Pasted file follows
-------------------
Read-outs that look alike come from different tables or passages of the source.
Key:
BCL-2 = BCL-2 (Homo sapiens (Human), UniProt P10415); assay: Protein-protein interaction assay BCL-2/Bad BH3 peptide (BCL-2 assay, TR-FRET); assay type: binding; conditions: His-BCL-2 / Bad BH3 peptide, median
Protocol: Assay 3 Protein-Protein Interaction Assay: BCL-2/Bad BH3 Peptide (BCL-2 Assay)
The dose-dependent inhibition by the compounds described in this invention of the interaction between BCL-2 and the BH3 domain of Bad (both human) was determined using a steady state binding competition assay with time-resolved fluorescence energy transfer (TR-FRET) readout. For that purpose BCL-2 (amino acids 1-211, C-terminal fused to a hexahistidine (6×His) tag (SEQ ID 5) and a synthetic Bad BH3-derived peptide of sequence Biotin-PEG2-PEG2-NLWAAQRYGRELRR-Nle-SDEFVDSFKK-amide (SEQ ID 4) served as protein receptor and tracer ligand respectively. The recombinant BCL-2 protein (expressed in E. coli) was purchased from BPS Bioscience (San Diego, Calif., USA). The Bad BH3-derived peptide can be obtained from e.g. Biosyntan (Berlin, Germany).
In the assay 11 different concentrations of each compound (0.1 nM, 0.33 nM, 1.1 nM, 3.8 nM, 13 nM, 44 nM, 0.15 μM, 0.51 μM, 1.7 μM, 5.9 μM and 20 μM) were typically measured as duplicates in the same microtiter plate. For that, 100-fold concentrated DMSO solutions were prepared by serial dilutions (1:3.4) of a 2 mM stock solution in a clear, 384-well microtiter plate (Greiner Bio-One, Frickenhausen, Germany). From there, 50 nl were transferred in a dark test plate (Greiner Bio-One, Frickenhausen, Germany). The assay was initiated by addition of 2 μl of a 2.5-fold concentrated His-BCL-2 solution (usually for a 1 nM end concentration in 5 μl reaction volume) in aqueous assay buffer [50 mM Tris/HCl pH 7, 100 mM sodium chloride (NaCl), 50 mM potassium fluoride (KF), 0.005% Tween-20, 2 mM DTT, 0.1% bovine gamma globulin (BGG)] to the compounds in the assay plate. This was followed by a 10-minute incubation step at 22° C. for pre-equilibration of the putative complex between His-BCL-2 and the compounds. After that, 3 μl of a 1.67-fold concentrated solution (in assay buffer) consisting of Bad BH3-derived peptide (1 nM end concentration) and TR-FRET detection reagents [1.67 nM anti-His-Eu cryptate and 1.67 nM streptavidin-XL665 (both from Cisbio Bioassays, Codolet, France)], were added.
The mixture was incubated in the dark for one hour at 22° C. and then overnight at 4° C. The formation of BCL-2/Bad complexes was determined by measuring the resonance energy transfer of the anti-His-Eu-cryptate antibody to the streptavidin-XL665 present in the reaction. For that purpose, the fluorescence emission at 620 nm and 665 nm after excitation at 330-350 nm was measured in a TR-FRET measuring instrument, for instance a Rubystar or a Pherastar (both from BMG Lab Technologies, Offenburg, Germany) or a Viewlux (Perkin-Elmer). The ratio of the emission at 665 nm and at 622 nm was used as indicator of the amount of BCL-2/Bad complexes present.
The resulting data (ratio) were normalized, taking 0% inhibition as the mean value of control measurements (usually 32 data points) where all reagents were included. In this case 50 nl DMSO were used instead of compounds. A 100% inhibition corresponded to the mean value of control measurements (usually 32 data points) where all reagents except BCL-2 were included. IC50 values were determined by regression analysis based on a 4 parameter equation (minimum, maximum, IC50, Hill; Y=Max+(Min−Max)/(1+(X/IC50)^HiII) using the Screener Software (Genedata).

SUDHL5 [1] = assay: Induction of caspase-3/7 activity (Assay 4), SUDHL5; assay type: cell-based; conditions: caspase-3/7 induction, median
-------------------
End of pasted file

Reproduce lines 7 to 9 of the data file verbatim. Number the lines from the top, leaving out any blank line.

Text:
The mixture was incubated in the dark for one hour at 22° C. and then overnight at 4° C. The formation of BCL-2/Bad complexes was determined by measuring the resonance energy transfer of the anti-His-Eu-cryptate antibody to the streptavidin-XL665 present in the reaction. For that purpose, the fluorescence emission at 620 nm and 665 nm after excitation at 330-350 nm was measured in a TR-FRET measuring instrument, for instance a Rubystar or a Pherastar (both from BMG Lab Technologies, Offenburg, Germany) or a Viewlux (Perkin-Elmer). The ratio of the emission at 665 nm and at 622 nm was used as indicator of the amount of BCL-2/Bad complexes present.
The resulting data (ratio) were normalized, taking 0% inhibition as the mean value of control measurements (usually 32 data points) where all reagents were included. In this case 50 nl DMSO were used instead of compounds. A 100% inhibition corresponded to the mean value of control measurements (usually 32 data points) where all reagents except BCL-2 were included. IC50 values were determined by regression analysis based on a 4 parameter equation (minimum, maximum, IC50, Hill; Y=Max+(Min−Max)/(1+(X/IC50)^HiII) using the Screener Software (Genedata).

SUDHL5 [1] = assay: Induction of caspase-3/7 activity (Assay 4), SUDHL5; assay type: cell-based; conditions: caspase-3/7 induction, median